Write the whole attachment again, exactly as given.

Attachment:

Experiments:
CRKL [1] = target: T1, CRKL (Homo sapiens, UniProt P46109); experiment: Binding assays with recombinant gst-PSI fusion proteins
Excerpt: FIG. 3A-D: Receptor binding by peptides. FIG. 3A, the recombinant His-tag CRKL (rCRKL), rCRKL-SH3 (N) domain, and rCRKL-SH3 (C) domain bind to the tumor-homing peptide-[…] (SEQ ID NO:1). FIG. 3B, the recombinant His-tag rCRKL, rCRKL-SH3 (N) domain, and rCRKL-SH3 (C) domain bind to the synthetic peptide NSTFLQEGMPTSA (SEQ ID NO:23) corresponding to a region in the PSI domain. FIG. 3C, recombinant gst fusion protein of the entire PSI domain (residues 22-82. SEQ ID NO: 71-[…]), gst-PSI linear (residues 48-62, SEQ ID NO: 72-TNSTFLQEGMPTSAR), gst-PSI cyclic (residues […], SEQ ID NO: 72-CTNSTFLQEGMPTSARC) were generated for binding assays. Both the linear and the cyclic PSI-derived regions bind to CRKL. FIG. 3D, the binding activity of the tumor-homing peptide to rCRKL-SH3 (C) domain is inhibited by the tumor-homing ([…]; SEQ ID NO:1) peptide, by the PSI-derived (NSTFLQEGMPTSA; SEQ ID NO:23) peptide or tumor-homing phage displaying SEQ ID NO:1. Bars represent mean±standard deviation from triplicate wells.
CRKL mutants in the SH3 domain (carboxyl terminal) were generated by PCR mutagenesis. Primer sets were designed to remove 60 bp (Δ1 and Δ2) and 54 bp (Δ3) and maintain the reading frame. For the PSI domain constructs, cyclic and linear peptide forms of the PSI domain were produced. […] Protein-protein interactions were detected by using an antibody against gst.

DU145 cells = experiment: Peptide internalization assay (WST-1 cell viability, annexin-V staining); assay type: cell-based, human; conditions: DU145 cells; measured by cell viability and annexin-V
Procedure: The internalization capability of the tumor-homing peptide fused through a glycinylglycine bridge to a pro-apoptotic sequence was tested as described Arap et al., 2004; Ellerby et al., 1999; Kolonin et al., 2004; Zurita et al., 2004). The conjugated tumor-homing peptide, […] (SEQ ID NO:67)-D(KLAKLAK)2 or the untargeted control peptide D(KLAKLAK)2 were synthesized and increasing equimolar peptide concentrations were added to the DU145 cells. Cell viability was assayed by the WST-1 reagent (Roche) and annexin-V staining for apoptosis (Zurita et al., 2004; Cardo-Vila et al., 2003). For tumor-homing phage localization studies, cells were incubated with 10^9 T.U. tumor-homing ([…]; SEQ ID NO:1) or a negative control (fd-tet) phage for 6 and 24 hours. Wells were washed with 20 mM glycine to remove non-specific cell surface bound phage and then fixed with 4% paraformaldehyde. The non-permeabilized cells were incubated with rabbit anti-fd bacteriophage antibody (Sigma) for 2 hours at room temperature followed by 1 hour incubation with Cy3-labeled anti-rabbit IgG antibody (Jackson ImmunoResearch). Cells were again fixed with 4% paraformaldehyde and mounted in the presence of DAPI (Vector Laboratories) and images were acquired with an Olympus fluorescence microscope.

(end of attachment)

Experiments:
CRKL [1] = target: T1, CRKL (Homo sapiens, UniProt P46109); experiment: Binding assays with recombinant gst-PSI fusion proteins
Excerpt: FIG. 3A-D: Receptor binding by peptides. FIG. 3A, the recombinant His-tag CRKL (rCRKL), rCRKL-SH3 (N) domain, and rCRKL-SH3 (C) domain bind to the tumor-homing peptide-[…] (SEQ ID NO:1). FIG. 3B, the recombinant His-tag rCRKL, rCRKL-SH3 (N) domain, and rCRKL-SH3 (C) domain bind to the synthetic peptide NSTFLQEGMPTSA (SEQ ID NO:23) corresponding to a region in the PSI domain. FIG. 3C, recombinant gst fusion protein of the entire PSI domain (residues 22-82. SEQ ID NO: 71-[…]), gst-PSI linear (residues 48-62, SEQ ID NO: 72-TNSTFLQEGMPTSAR), gst-PSI cyclic (residues […], SEQ ID NO: 72-CTNSTFLQEGMPTSARC) were generated for binding assays. Both the linear and the cyclic PSI-derived regions bind to CRKL. FIG. 3D, the binding activity of the tumor-homing peptide to rCRKL-SH3 (C) domain is inhibited by the tumor-homing ([…]; SEQ ID NO:1) peptide, by the PSI-derived (NSTFLQEGMPTSA; SEQ ID NO:23) peptide or tumor-homing phage displaying SEQ ID NO:1. Bars represent mean±standard deviation from triplicate wells.
CRKL mutants in the SH3 domain (carboxyl terminal) were generated by PCR mutagenesis. Primer sets were designed to remove 60 bp (Δ1 and Δ2) and 54 bp (Δ3) and maintain the reading frame. For the PSI domain constructs, cyclic and linear peptide forms of the PSI domain were produced. […] Protein-protein interactions were detected by using an antibody against gst.

DU145 cells = experiment: Peptide internalization assay (WST-1 cell viability, annexin-V staining); assay type: cell-based, human; conditions: DU145 cells; measured by cell viability and annexin-V
Procedure: The internalization capability of the tumor-homing peptide fused through a glycinylglycine bridge to a pro-apoptotic sequence was tested as described Arap et al., 2004; Ellerby et al., 1999; Kolonin et al., 2004; Zurita et al., 2004). The conjugated tumor-homing peptide, […] (SEQ ID NO:67)-D(KLAKLAK)2 or the untargeted control peptide D(KLAKLAK)2 were synthesized and increasing equimolar peptide concentrations were added to the DU145 cells. Cell viability was assayed by the WST-1 reagent (Roche) and annexin-V staining for apoptosis (Zurita et al., 2004; Cardo-Vila et al., 2003). For tumor-homing phage localization studies, cells were incubated with 10^9 T.U. tumor-homing ([…]; SEQ ID NO:1) or a negative control (fd-tet) phage for 6 and 24 hours. Wells were washed with 20 mM glycine to remove non-specific cell surface bound phage and then fixed with 4% paraformaldehyde. The non-permeabilized cells were incubated with rabbit anti-fd bacteriophage antibody (Sigma) for 2 hours at room temperature followed by 1 hour incubation with Cy3-labeled anti-rabbit IgG antibody (Jackson ImmunoResearch). Cells were again fixed with 4% paraformaldehyde and mounted in the presence of DAPI (Vector Laboratories) and images were acquired with an Olympus fluorescence microscope.